I had an idea for a story recently based on one image I saw somewhere. The figure of a woman hurrying through a tree-lined avenue on a misty, rainy evening was very atmospheric. It conjured up questions about where she might be going, where she was hurrying to and why she was hurrying. I wanted to know more.
I started to write and found myself creating a couple of characters and then placing them. I didn’t consciously place them – it just came to mind. The image I saw made me think of Paris and that’s where I imagine the story to take place. I know nothing about Paris beyond what I’ve read and seen in films.
Some of the details I have consciously started to create by researching French female names and places in Paris. The location still seemed to come about without me doing too much work to find it. I now have to find out about the area I am writing about. This shouldn’t be too difficult with the internet at my fingertips, and my knowledge of cities and parks anywhere can do the rest. Fotopedia seems to be a great source of inspiration for locations.
It always amazes me where the ideas come from when I only have a couple of thoughts about a story. Starting to write seems to pull things out of the imagination, but it happens almost subconsciously. From the image of a single figure in a photograph I created a home, a house-maid, a stranger and a situation that is incomplete in my head. There is something going on for this woman but I’m not yet sure what it is. I have to trust that putting pen to paper will pull it out of me.
Lots of partial ideas and fragments of story can seem to be lodged in my head but I’m not sure how to put them together. This is part of the process, it seems. Write and something happens to start linking them together. At other times I have to sit and think about how to link them.
I’ve often heard the saying that a story will write itself. While this obviously isn’t literally true, it does seem to have some substance. Conversation and events can come to mind while I’m scribbling away with my pen, or tapping on the keyboard. In fact they almost seem to be on the page before I’ve thought about them. They seem to come straight off the end of the pen and take me by surprise. I often know where a story is heading but I don’t always know the events that will take over people’s lives in the story and this can sometimes change my perception of where the story is headed after all.
It makes writing almost as fascinating as reading.
I submitted a short story to a competition in Writers’ Forum recently and got my critique back yesterday. It’s the first critique I’ve ever had and only the second competition I’ve entered – the first being in about 1985 with A Sunday Visitor. I didn’t win anything then and I haven’t so far now, but I do have something to go on to improve what I’ve written.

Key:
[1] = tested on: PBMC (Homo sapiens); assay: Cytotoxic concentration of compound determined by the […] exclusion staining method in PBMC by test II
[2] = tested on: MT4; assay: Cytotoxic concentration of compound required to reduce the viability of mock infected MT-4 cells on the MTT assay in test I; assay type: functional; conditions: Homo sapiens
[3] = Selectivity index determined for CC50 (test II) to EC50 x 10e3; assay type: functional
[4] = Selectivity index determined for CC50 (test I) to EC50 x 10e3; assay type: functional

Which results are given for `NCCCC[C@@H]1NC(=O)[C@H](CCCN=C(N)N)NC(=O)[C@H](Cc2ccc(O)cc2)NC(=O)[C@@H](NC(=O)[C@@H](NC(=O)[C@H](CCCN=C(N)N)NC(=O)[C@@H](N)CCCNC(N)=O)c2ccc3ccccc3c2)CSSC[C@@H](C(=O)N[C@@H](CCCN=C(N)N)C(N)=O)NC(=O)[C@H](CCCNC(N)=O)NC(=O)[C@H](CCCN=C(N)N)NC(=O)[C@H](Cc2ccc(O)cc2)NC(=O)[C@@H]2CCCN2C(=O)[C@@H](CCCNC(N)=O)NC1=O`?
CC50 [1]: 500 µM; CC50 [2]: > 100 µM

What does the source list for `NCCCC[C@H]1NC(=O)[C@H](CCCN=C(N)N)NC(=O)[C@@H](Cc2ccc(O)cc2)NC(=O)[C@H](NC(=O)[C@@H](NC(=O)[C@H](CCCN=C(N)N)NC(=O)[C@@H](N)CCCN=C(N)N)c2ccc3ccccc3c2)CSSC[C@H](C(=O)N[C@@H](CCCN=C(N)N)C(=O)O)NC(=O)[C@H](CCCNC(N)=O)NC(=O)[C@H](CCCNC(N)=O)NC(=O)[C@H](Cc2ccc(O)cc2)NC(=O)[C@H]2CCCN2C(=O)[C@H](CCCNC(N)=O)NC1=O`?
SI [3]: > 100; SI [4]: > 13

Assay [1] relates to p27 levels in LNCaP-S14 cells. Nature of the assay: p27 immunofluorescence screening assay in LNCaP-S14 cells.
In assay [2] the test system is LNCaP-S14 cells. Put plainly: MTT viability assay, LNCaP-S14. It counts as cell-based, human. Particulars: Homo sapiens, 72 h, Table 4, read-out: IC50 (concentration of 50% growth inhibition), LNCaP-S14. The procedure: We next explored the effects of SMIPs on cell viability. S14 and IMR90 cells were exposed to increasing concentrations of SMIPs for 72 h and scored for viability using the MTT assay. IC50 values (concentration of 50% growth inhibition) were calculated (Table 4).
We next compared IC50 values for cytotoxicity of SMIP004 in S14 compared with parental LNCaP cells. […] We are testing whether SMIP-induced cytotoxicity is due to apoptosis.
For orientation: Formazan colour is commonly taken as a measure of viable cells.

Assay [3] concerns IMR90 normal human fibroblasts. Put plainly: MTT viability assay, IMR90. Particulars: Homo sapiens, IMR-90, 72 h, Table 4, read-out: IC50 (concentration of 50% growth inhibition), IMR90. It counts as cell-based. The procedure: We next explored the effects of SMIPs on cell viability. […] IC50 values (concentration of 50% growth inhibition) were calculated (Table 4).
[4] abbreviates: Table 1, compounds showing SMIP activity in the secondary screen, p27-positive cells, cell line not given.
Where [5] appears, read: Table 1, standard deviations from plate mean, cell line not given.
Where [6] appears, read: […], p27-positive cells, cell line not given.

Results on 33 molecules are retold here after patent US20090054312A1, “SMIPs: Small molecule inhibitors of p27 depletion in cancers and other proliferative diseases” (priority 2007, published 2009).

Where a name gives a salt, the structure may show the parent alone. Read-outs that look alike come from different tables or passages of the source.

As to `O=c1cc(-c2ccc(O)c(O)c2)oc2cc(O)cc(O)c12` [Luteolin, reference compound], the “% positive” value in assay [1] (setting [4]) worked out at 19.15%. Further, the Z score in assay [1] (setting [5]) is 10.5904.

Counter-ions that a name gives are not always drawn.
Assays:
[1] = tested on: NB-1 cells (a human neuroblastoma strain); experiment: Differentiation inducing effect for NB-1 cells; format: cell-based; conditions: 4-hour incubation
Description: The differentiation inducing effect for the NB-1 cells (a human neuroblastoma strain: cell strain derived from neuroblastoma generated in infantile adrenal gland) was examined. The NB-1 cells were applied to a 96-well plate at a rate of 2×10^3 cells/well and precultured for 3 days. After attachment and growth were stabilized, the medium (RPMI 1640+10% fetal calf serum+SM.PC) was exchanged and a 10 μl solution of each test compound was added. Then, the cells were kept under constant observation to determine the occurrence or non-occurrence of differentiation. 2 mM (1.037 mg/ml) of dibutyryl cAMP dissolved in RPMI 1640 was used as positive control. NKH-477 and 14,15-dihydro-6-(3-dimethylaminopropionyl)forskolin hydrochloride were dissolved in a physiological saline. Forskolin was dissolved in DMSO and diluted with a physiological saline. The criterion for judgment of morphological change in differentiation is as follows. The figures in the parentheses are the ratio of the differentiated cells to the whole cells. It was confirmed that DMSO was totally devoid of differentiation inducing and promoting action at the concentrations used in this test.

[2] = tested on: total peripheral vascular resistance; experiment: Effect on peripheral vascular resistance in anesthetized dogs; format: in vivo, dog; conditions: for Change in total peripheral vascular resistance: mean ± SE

The feedback told me my dialogue is good and the tale is poignant with an uplifting ending. I was advised to write from the point of view of one character and everything, including the other character, should be seen through the main person’s eyes and observations as the head-hopping (writing from inside the head of both characters) can be a bit confusing. This will require an almost total re-write.
I have ideas of writing it twice, once for each character, to see what happens. The challenge will be to show the other character’s feelings and reactions from the observations of the main character. As the couple have been together for 45 years they will be familiar with each other to the point of knowing what the other is thinking and feeling – up to a point.
It’s quite encouraging that my writing is good and I found the feedback constructive. It’s giving me a number of ideas of how to approach it differently without detracting from the feel of it. The sparseness and empty spaces and silences is captured in just the way I imagined it and I think I can keep that in the re-writes.
I might leave it for a week or so before going back to the story so that I can look at it objectively. In the meantime I’d better write something else!
In the late 1970s, while the country was run by an evil oligarch, I found myself caught up in a police raid and taken in for questioning.
The Special Patrol Group (SPG) were part of the raiding force and while I was waiting to be released after questioning one of them came up to talk to me. He took great delight in showing me his ID wallet. On one side was his ID card and on the other was a card which said; ‘SPG killed Blair Peach. True?’